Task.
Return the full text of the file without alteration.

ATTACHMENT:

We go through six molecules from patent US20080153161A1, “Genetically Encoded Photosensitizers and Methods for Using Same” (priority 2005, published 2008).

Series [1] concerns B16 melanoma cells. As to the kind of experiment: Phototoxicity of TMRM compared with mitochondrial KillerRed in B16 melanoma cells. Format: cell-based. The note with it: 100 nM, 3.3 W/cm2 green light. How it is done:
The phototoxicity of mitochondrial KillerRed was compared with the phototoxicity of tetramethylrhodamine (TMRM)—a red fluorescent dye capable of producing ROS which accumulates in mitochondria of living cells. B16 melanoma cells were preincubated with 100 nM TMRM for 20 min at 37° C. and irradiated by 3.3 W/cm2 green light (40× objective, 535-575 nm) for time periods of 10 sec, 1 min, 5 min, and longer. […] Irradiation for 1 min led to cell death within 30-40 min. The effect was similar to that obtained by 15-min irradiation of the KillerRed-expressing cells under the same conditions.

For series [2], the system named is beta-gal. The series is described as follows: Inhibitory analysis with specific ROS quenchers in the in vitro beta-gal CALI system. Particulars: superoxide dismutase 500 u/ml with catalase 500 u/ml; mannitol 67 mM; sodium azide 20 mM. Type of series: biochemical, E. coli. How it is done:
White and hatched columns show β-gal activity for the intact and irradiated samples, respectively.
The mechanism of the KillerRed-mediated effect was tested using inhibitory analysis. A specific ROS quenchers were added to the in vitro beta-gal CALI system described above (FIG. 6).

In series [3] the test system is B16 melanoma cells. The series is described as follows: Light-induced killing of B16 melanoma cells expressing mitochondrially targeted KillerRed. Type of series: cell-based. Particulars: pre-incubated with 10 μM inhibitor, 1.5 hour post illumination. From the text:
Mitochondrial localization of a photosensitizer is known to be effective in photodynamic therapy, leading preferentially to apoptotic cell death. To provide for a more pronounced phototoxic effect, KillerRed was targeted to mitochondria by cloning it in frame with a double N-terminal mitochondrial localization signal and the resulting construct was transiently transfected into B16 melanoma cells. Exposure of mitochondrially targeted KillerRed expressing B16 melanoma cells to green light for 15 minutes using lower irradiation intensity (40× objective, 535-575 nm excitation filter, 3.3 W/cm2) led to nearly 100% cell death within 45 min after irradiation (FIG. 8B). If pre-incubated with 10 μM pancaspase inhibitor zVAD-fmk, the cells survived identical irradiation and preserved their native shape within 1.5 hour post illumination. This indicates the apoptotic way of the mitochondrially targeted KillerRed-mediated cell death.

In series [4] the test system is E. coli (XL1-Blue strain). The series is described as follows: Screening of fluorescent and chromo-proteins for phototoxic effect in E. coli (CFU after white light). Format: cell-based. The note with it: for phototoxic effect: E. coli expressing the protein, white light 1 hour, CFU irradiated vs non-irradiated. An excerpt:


We go through six molecules from patent US20080153161A1, “Genetically Encoded Photosensitizers and Methods for Using Same” (priority 2005, published 2008).

Series [1] concerns B16 melanoma cells. As to the kind of experiment: Phototoxicity of TMRM compared with mitochondrial KillerRed in B16 melanoma cells. Format: cell-based. The note with it: 100 nM, 3.3 W/cm2 green light. How it is done:
The phototoxicity of mitochondrial KillerRed was compared with the phototoxicity of tetramethylrhodamine (TMRM)—a red fluorescent dye capable of producing ROS which accumulates in mitochondria of living cells. B16 melanoma cells were preincubated with 100 nM TMRM for 20 min at 37° C. and irradiated by 3.3 W/cm2 green light (40× objective, 535-575 nm) for time periods of 10 sec, 1 min, 5 min, and longer. […] Irradiation for 1 min led to cell death within 30-40 min. The effect was similar to that obtained by 15-min irradiation of the KillerRed-expressing cells under the same conditions.

For series [2], the system named is beta-gal. The series is described as follows: Inhibitory analysis with specific ROS quenchers in the in vitro beta-gal CALI system. Particulars: superoxide dismutase 500 u/ml with catalase 500 u/ml; mannitol 67 mM; sodium azide 20 mM. Type of series: biochemical, E. coli. How it is done:
White and hatched columns show β-gal activity for the intact and irradiated samples, respectively.
The mechanism of the KillerRed-mediated effect was tested using inhibitory analysis. A specific ROS quenchers were added to the in vitro beta-gal CALI system described above (FIG. 6).

In series [3] the test system is B16 melanoma cells. The series is described as follows: Light-induced killing of B16 melanoma cells expressing mitochondrially targeted KillerRed. Type of series: cell-based. Particulars: pre-incubated with 10 μM inhibitor, 1.5 hour post illumination. From the text:
Mitochondrial localization of a photosensitizer is known to be effective in photodynamic therapy, leading preferentially to apoptotic cell death. To provide for a more pronounced phototoxic effect, KillerRed was targeted to mitochondria by cloning it in frame with a double N-terminal mitochondrial localization signal and the resulting construct was transiently transfected into B16 melanoma cells. Exposure of mitochondrially targeted KillerRed expressing B16 melanoma cells to green light for 15 minutes using lower irradiation intensity (40× objective, 535-575 nm excitation filter, 3.3 W/cm2) led to nearly 100% cell death within 45 min after irradiation (FIG. 8B). If pre-incubated with 10 μM pancaspase inhibitor zVAD-fmk, the cells survived identical irradiation and preserved their native shape within 1.5 hour post illumination. This indicates the apoptotic way of the mitochondrially targeted KillerRed-mediated cell death.

In series [4] the test system is E. coli (XL1-Blue strain). The series is described as follows: Screening of fluorescent and chromo-proteins for phototoxic effect in E. coli (CFU after white light). Format: cell-based. The note with it: for phototoxic effect: E. coli expressing the protein, white light 1 hour, CFU irradiated vs non-irradiated. An excerpt: